The Venerable Webley

Discussion in 'Military History and Militaria' started by Croque_Monsieur, May 3, 2006.

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  1. I have been eyeing a Webley MkVI for a while, in .455 (not US barstewardised .45ACP conversion) and with this comes the problem that a fast reload is a right arrse, moon-clips or half-moon clips will not fit in the space between the cylinder and frame (so I have heard), and modern .44/.45 speedloaders would also have a tough time (COULD be tweeked to fit....maybe :? ). This is ironic since some of the first speedloaders ever were in fact developped for the Webleys.

    I have managed to get copies of the patent (perks of the job) for the Prideaux speedloader and improvements dating from 1914 (original patent is dated 1893 but not archived :cry: ) and I have worked out how it worked, but does anyone happen for have piccies of this thing in the flesh? I think it would be interesting to try and make one of these.

    Anyone have experience with these lovely revolvers?
  2. Yep, thanks Archimedes, I have seen those.

    I was hoping to see them from other angles and preferably without cartridges in them.
  3. I had one before the government stole it from me, complete with a detachable stock. Horrible trigger and I couldn't hit a barn door with it double action, but it oozed history. From memory, I'm sure that someone was selling replica Prideaux speedloaders in the 1990's.
  4. Sorry for your loss :cry: CNUTS! I skipped across the North Sea, they have slightly more sensible gun laws.

    I have been Googling far and wide, but so far no luck on a repro Prideaux. I have played with the revolver on the ranges before, double action was tough but great fun, with training I'm sure it would get easier (need dumbells for my trigger finger).
  5. Although they do not list the speed loaders in their stock, these guys may have a clue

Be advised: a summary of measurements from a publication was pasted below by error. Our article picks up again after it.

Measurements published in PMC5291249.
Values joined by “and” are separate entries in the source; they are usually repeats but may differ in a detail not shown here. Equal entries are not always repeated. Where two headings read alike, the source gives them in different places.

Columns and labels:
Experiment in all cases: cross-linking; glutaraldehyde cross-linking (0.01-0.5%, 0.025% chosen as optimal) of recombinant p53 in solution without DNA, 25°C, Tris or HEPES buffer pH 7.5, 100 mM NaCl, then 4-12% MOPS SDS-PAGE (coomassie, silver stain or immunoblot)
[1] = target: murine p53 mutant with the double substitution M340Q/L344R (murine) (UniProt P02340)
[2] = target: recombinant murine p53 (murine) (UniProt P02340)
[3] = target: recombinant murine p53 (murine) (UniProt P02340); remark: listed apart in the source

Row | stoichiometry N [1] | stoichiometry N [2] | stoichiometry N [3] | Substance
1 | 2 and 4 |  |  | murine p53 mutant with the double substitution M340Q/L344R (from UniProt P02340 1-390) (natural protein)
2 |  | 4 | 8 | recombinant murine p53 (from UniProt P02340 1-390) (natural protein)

6. Sort of, last year I was shot at with one by an Iraqi, It was Nickle plated with a "birds-head" grip, he had three bullets left, there were 12 of us-do the math
  7. Live fired the .455 Webley in N.I some time in the late 70's - cant be more specific than that - couldnt hit a barn door at 20 paces with it - for some bizarre reason I was given it as a personal protection weapon whilst doing runs in a civilianised vehicle - luckily never had to fire it in anger - would have scared someone to death with it but highly unlikely to have caused any damage to them with it. probably good in its early days but would far rather have had a 9mm browning.
  8. The Webley .455 was recognised as a handgun you had to learn to use - one of the reasons it was replaced by its smaller .38 brother in WW11.
    It, however, was in its element during the close range, trench warfare of WW1.
    I was lucky enough to have been taught by a man who served as an Officer for 2 years in the Great War(his descriptions of trench fighting still haunt me to this day) and he told me the Webley saved his life on many occasions. It was designed as a short-range, one-shot 'stopper' - he said that anyone unfortunate enough to be shot by it ''went down like a 'sack of spuds' and took no further part in the proceedings''.